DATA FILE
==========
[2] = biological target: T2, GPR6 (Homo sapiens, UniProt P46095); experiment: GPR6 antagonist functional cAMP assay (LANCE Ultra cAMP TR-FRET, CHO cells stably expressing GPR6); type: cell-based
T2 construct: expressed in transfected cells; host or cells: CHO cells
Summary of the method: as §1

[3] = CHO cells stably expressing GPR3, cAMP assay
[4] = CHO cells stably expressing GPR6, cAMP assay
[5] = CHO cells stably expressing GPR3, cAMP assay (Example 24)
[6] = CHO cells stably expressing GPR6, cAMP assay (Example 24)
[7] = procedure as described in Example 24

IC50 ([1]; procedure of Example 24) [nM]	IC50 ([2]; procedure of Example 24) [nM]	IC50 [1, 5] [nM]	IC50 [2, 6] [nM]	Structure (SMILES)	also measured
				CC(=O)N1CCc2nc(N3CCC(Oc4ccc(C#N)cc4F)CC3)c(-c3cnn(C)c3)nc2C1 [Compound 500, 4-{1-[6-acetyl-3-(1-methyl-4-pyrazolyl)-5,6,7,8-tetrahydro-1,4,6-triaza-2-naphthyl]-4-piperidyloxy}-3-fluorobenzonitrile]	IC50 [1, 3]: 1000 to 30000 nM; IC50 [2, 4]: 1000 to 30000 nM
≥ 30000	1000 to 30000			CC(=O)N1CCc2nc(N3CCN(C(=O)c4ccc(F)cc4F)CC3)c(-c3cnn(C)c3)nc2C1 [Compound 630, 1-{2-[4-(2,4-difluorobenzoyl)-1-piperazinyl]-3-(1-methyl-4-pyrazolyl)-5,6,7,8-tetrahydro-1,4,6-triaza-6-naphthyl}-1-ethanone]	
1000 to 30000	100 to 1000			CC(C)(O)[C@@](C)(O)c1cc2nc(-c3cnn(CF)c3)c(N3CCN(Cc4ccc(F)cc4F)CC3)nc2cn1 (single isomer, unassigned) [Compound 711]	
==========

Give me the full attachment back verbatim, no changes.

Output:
[2] = biological target: T2, GPR6 (Homo sapiens, UniProt P46095); experiment: GPR6 antagonist functional cAMP assay (LANCE Ultra cAMP TR-FRET, CHO cells stably expressing GPR6); type: cell-based
T2 construct: expressed in transfected cells; host or cells: CHO cells
Summary of the method: as §1

[3] = CHO cells stably expressing GPR3, cAMP assay
[4] = CHO cells stably expressing GPR6, cAMP assay
[5] = CHO cells stably expressing GPR3, cAMP assay (Example 24)
[6] = CHO cells stably expressing GPR6, cAMP assay (Example 24)
[7] = procedure as described in Example 24

IC50 ([1]; procedure of Example 24) [nM]	IC50 ([2]; procedure of Example 24) [nM]	IC50 [1, 5] [nM]	IC50 [2, 6] [nM]	Structure (SMILES)	also measured
				CC(=O)N1CCc2nc(N3CCC(Oc4ccc(C#N)cc4F)CC3)c(-c3cnn(C)c3)nc2C1 [Compound 500, 4-{1-[6-acetyl-3-(1-methyl-4-pyrazolyl)-5,6,7,8-tetrahydro-1,4,6-triaza-2-naphthyl]-4-piperidyloxy}-3-fluorobenzonitrile]	IC50 [1, 3]: 1000 to 30000 nM; IC50 [2, 4]: 1000 to 30000 nM
≥ 30000	1000 to 30000			CC(=O)N1CCc2nc(N3CCN(C(=O)c4ccc(F)cc4F)CC3)c(-c3cnn(C)c3)nc2C1 [Compound 630, 1-{2-[4-(2,4-difluorobenzoyl)-1-piperazinyl]-3-(1-methyl-4-pyrazolyl)-5,6,7,8-tetrahydro-1,4,6-triaza-6-naphthyl}-1-ethanone]	
1000 to 30000	100 to 1000			CC(C)(O)[C@@](C)(O)c1cc2nc(-c3cnn(CF)c3)c(N3CCN(Cc4ccc(F)cc4F)CC3)nc2cn1 (single isomer, unassigned) [Compound 711]	